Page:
In the past year, Heath and I have had two very different experiences crossing the Canadian border in our RV. They can break down into two easy categories:
- An easy ten-minute crossing
- An extremely frustrating over-an-hour wait crossing
Even though Canadians are notoriously nice, and I think most Americans think of Canada as the snowy extension of America, crossing the Canadian border in your home can still be stressful. Crossing international borders with your entire house requires careful planning. Technically, you only need your passport (and vaccination records if you’re traveling with pets). So crossing the border should be easy.
Let’s break it down and make it as simple as possible. Here’s a few things to note about the border, according to the governments rules for crossing the Canadian border from America and my experiences.
What you need:
- Your passport
- Vaccination records for pets (if applicable)
What you need to know:
- Where you’re headed
- How long you’ll be in the country
What they don’t say you need, but you should have anyway:
- Up to date registration for your RV (and tow car, if applicable)
- Your RV license plate number memorized (they ask if they can’t see it in the camera feed, like if you’re towing a car)
- Proof of insurance on your vehicles
What you cannot bring:
- Firearms and weapons
- Fireworks, ammunition, and explosives
- More than $10,000 cash (just in case you’ve been keeping that in your rig)
What you “cannot” bring:
- Eggs and dairy products
- Foods and plants (you must declare these)
- Excessive alcohol (no more than two bottles of wine, 1 40 oz. bottle of liquor, and 24 cans of beer)
- Excessive tobacco products (no more than 200 cigarettes and 50 cigars)
Most important of these sections above is the last one: what you “cannot” bring. All of the other rules are set in stone, but these “rules” have a little wiggle room.
Our First Border Crossing Story
For our first border crossing, Heath and I were traveling from Seattle all the way to Alaska via the Al-Can (or the Alaska Highway, if you want the official name). As you can imagine, driving from a major US city, this border crossing had a bit of a wait. I’d say roughly 1/2 an hour of just inching forward in line. We crossed in Sumas, Washington, which is a small town. If you’re crossing at a larger crossing from an interstate, I’d expect longer waits.
When we finally get to the booth, we get asked the standard questions: “Is this everyone in your vehicle’s passports?” & “Take off your sunglasses everyone so I can see your face.” (We were traveling with family). Without much further questioning, we were told to pull the RV into one of the slots up and to the left and go inside the customs building. They would need to search our RV.
Searching took at least an hour. We watched through the windows and found it particularly amusing when the agent picked up our monopod (like a tripod, but with one leg) and examined it as if it were deadly weapon. They threw out all of our eggs and some milk, with a little scolding for having eggs in the fridge, and sent us on our way. All-in-all, it took quite a while and was incredible boring. Plus, these Canadians were a little rude.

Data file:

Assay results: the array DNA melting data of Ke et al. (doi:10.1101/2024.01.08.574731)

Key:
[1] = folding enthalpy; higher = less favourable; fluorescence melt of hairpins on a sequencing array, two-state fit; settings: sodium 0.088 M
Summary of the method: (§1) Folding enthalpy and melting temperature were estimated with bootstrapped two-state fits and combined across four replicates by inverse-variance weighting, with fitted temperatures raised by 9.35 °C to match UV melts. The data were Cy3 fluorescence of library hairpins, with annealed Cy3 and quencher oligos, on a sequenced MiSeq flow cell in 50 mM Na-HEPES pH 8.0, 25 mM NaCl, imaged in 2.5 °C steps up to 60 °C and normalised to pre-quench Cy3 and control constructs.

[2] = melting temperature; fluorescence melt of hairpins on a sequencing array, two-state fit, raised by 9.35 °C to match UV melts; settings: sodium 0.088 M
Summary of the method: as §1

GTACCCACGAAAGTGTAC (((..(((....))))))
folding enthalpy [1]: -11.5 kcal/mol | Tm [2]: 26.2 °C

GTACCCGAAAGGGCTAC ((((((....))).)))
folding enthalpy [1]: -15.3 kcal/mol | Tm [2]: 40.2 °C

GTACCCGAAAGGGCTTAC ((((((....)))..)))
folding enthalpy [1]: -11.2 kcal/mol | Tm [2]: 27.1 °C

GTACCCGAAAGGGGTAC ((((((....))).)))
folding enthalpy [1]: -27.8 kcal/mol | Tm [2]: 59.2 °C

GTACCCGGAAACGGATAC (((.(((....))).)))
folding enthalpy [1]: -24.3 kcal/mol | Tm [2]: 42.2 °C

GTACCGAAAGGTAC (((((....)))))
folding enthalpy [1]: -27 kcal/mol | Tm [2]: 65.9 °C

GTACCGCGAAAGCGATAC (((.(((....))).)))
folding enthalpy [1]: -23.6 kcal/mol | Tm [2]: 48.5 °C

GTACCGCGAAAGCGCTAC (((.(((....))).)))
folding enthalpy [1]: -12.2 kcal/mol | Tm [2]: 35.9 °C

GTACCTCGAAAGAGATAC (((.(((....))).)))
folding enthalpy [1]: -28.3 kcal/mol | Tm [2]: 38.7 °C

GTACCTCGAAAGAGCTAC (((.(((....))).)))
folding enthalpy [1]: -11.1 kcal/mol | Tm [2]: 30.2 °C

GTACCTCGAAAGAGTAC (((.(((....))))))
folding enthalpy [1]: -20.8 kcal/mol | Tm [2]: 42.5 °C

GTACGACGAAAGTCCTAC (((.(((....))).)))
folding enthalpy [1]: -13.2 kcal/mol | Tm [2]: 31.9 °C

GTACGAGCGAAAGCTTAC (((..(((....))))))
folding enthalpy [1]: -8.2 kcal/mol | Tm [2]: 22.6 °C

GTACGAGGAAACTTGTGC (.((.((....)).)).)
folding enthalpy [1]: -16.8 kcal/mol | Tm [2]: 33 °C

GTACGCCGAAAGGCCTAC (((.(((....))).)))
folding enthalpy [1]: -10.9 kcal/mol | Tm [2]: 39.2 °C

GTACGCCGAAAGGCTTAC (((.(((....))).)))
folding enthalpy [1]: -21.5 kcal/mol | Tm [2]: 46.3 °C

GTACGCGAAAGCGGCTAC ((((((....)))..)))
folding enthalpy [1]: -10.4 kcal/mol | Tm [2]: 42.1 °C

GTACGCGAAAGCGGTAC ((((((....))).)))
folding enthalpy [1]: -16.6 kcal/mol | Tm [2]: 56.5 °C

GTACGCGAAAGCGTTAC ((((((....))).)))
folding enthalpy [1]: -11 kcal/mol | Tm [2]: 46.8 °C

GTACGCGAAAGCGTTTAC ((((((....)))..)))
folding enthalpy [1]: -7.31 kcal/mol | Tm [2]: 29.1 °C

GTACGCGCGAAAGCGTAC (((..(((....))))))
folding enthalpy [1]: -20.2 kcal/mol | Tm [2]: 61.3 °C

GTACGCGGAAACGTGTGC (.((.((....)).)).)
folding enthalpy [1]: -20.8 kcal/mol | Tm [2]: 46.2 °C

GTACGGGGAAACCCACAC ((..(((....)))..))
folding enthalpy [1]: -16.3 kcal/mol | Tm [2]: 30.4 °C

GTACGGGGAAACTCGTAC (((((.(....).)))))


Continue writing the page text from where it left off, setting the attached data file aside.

Our Second Border Crossing Story
We left Glacier National Park heading for Banff and used the Roosville border crossing so we could take the scenic drive through the Rockies. This is a very small border crossing and we had a short line, made longer because of a pack of motorcyclists. We waited roughly 20 minutes in line.
“Take off your sunglasses, please sir. Where are you headed? How long will you be there? Do you have any firearms?Do you have any alcohol or tobacco? Do you have any fireworks or explosives?”
Crap. It was July 3rd. Of course we had sparklers.
‘That’s okay,” the friendly blonde Canadian said. “Pull over to the left”–at this border crossing there was actually no area to search RVs–“and take your sparklers inside. Enjoy Canada.”
We walked inside, handed them to an exceptionally happy girl standing next to a picture of Queen Elizabeth, signed a form relinquishing our rights to our sparklers, and we were off to adventure in Canada!
It was so incredibly simple. No one came into our home. They never even asked what we had in the fridge. From other RVers I’ve talked to, I’d say this is what happens to two out of every three people I talk to. Every border crossing is different, and some are more strict than others.
On our way back to Montana, we stopped at the same border crossing and the older man let us through the line quickly, welcoming us back to the country and not asking too many questions.
Canada and America seem to be pretty good friends, so crossing this border really isn’t difficult, but it can be frustrating–like our first experience. As long as you have your passports and can tell the customs agent where you’re heading and for how long, you have nothing to worry about. If you’re carrying any foods or alcohol that exceeds their limits, they will help you with that process. You might lose a little food, but it’s worth it. (Especially if your end destination is in the Rockies!)
For the first time in our two year full timing career, my family finally came out and met us on the road! Well half of them anyway. We are using every bed in our Winnebago camping out here in Banff and it is gorgeous! A crisp 55 degrees, like summer should be. ⛺️🏔🏞 #summer #Canada #familyvacation #rvlife #winnebagolife #gooutside #outdoors #mountains #lake #lakelouise #banff #nps #findyourpark #nature #wanderlust #rving #camping